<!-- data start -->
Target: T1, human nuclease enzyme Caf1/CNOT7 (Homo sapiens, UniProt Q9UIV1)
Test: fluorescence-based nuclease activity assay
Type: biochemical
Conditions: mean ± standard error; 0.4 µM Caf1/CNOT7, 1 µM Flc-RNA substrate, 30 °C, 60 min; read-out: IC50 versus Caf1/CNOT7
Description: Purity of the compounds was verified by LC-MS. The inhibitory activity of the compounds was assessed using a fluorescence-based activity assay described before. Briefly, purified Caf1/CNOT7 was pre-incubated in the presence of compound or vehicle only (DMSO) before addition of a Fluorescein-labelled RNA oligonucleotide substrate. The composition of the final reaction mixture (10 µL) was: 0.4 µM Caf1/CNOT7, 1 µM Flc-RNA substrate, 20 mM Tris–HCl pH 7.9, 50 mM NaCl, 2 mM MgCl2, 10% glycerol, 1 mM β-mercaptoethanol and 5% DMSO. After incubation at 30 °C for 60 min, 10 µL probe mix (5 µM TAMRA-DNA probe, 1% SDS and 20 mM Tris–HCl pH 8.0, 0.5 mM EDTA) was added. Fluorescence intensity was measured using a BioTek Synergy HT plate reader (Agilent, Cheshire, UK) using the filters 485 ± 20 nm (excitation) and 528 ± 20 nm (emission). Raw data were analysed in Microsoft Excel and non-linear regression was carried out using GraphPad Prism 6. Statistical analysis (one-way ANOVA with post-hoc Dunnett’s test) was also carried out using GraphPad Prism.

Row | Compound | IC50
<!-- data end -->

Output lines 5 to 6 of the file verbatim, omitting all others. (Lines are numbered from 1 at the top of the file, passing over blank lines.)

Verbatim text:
Description: Purity of the compounds was verified by LC-MS. The inhibitory activity of the compounds was assessed using a fluorescence-based activity assay described before. Briefly, purified Caf1/CNOT7 was pre-incubated in the presence of compound or vehicle only (DMSO) before addition of a Fluorescein-labelled RNA oligonucleotide substrate. The composition of the final reaction mixture (10 µL) was: 0.4 µM Caf1/CNOT7, 1 µM Flc-RNA substrate, 20 mM Tris–HCl pH 7.9, 50 mM NaCl, 2 mM MgCl2, 10% glycerol, 1 mM β-mercaptoethanol and 5% DMSO. After incubation at 30 °C for 60 min, 10 µL probe mix (5 µM TAMRA-DNA probe, 1% SDS and 20 mM Tris–HCl pH 8.0, 0.5 mM EDTA) was added. Fluorescence intensity was measured using a BioTek Synergy HT plate reader (Agilent, Cheshire, UK) using the filters 485 ± 20 nm (excitation) and 528 ± 20 nm (emission). Raw data were analysed in Microsoft Excel and non-linear regression was carried out using GraphPad Prism 6. Statistical analysis (one-way ANOVA with post-hoc Dunnett’s test) was also carried out using GraphPad Prism.

Row | Compound | IC50